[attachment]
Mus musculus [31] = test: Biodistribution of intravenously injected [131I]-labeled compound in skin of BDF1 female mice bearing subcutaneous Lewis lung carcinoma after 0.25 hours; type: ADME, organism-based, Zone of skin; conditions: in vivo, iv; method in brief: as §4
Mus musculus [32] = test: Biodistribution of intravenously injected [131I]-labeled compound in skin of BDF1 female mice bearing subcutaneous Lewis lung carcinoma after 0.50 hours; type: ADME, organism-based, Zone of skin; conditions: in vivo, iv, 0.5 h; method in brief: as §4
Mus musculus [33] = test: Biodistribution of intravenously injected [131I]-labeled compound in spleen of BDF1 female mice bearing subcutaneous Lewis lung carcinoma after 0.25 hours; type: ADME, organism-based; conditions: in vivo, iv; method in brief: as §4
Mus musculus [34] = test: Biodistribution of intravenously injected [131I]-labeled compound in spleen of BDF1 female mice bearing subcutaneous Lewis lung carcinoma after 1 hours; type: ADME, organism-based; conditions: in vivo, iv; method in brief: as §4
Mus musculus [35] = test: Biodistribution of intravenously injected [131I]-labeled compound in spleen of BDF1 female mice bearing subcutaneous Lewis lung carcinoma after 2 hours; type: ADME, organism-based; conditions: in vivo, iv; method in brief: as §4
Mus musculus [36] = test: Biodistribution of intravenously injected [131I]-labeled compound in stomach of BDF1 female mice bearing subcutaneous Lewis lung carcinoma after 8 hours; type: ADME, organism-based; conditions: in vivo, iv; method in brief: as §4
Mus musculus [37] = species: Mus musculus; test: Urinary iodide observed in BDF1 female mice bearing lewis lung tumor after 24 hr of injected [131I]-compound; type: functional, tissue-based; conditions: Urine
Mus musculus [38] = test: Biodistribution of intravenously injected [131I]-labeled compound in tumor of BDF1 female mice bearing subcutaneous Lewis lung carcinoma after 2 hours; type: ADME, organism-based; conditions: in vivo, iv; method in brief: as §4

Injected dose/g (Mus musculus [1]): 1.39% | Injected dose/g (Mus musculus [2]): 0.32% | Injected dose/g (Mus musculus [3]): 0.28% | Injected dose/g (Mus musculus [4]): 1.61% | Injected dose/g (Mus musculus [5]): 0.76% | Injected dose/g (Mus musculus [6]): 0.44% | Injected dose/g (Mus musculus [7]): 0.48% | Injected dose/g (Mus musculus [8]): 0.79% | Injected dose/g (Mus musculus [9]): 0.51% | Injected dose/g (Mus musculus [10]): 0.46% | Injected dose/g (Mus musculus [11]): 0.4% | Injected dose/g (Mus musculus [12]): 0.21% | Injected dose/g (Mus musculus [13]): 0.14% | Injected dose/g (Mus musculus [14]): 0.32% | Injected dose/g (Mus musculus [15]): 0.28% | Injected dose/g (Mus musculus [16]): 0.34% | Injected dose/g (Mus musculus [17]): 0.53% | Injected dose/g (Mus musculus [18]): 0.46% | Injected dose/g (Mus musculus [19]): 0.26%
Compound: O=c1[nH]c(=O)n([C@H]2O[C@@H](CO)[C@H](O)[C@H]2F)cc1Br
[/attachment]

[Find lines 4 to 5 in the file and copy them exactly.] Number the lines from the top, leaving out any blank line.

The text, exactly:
Mus musculus [34] = test: Biodistribution of intravenously injected [131I]-labeled compound in spleen of BDF1 female mice bearing subcutaneous Lewis lung carcinoma after 1 hours; type: ADME, organism-based; conditions: in vivo, iv; method in brief: as §4
Mus musculus [35] = test: Biodistribution of intravenously injected [131I]-labeled compound in spleen of BDF1 female mice bearing subcutaneous Lewis lung carcinoma after 2 hours; type: ADME, organism-based; conditions: in vivo, iv; method in brief: as §4